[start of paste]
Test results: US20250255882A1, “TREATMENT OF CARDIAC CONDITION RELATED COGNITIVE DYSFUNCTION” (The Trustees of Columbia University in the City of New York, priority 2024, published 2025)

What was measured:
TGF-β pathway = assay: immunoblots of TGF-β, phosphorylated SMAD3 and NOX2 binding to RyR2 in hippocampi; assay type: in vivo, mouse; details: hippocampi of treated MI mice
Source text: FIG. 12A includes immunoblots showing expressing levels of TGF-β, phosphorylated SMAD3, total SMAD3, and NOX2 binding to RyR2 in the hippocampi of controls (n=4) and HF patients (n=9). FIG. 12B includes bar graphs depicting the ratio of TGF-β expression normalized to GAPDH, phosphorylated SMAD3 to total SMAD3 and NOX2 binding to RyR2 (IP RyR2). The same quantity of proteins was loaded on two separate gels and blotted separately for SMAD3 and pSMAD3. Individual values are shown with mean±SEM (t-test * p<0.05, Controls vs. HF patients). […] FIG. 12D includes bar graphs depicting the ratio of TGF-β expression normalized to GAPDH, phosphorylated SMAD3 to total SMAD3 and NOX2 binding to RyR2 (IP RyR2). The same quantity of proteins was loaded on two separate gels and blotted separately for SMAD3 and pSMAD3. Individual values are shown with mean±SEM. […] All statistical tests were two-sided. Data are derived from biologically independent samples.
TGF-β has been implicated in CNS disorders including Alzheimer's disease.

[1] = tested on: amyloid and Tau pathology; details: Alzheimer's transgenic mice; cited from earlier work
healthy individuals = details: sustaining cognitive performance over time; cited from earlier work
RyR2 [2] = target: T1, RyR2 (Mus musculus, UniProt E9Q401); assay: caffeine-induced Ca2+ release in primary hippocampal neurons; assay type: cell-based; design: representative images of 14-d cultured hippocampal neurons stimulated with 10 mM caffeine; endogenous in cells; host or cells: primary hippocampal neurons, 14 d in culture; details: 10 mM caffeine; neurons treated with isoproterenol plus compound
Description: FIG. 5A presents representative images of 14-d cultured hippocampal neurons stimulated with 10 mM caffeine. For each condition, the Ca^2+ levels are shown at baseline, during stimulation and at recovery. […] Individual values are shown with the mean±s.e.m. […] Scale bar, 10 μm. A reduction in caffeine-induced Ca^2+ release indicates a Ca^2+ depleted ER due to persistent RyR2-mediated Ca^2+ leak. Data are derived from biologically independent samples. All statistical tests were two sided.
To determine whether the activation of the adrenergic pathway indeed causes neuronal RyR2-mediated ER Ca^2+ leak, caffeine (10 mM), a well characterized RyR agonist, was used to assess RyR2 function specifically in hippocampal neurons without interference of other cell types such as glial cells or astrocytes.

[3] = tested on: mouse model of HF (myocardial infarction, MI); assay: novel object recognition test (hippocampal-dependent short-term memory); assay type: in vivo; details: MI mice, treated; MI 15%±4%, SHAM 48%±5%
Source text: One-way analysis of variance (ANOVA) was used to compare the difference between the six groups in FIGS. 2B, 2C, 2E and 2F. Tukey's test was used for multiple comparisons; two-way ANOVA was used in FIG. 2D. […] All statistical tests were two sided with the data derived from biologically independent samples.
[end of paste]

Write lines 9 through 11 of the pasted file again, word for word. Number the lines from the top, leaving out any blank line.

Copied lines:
Description: FIG. 5A presents representative images of 14-d cultured hippocampal neurons stimulated with 10 mM caffeine. For each condition, the Ca^2+ levels are shown at baseline, during stimulation and at recovery. […] Individual values are shown with the mean±s.e.m. […] Scale bar, 10 μm. A reduction in caffeine-induced Ca^2+ release indicates a Ca^2+ depleted ER due to persistent RyR2-mediated Ca^2+ leak. Data are derived from biologically independent samples. All statistical tests were two sided.
To determine whether the activation of the adrenergic pathway indeed causes neuronal RyR2-mediated ER Ca^2+ leak, caffeine (10 mM), a well characterized RyR agonist, was used to assess RyR2 function specifically in hippocampal neurons without interference of other cell types such as glial cells or astrocytes.

[3] = tested on: mouse model of HF (myocardial infarction, MI); assay: novel object recognition test (hippocampal-dependent short-term memory); assay type: in vivo; details: MI mice, treated; MI 15%±4%, SHAM 48%±5%